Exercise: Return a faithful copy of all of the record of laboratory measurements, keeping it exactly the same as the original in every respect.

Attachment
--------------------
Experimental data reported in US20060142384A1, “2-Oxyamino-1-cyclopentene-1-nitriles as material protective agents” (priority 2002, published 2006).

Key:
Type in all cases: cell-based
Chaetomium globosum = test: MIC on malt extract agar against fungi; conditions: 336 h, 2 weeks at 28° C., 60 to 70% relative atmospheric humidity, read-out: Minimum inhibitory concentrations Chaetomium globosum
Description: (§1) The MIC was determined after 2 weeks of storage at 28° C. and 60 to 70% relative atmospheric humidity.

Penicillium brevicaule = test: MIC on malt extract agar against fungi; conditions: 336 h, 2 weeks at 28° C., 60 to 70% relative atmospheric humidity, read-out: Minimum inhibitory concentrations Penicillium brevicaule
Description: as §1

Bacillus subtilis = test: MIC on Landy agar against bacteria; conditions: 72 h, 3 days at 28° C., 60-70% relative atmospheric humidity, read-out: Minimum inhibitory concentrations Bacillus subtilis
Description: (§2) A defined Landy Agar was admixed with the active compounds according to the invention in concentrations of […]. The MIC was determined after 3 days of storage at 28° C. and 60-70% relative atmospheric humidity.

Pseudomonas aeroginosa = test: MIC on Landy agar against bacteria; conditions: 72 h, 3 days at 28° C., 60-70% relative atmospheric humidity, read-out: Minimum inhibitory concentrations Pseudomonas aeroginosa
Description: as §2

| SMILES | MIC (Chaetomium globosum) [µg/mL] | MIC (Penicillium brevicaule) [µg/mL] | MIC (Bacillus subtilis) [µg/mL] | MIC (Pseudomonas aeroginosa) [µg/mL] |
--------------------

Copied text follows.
Experimental data reported in US20060142384A1, “2-Oxyamino-1-cyclopentene-1-nitriles as material protective agents” (priority 2002, published 2006).

Key:
Type in all cases: cell-based
Chaetomium globosum = test: MIC on malt extract agar against fungi; conditions: 336 h, 2 weeks at 28° C., 60 to 70% relative atmospheric humidity, read-out: Minimum inhibitory concentrations Chaetomium globosum
Description: (§1) The MIC was determined after 2 weeks of storage at 28° C. and 60 to 70% relative atmospheric humidity.

Penicillium brevicaule = test: MIC on malt extract agar against fungi; conditions: 336 h, 2 weeks at 28° C., 60 to 70% relative atmospheric humidity, read-out: Minimum inhibitory concentrations Penicillium brevicaule
Description: as §1

Bacillus subtilis = test: MIC on Landy agar against bacteria; conditions: 72 h, 3 days at 28° C., 60-70% relative atmospheric humidity, read-out: Minimum inhibitory concentrations Bacillus subtilis
Description: (§2) A defined Landy Agar was admixed with the active compounds according to the invention in concentrations of […]. The MIC was determined after 3 days of storage at 28° C. and 60-70% relative atmospheric humidity.

Pseudomonas aeroginosa = test: MIC on Landy agar against bacteria; conditions: 72 h, 3 days at 28° C., 60-70% relative atmospheric humidity, read-out: Minimum inhibitory concentrations Pseudomonas aeroginosa
Description: as §2

| SMILES | MIC (Chaetomium globosum) [µg/mL] | MIC (Penicillium brevicaule) [µg/mL] | MIC (Bacillus subtilis) [µg/mL] | MIC (Pseudomonas aeroginosa) [µg/mL] |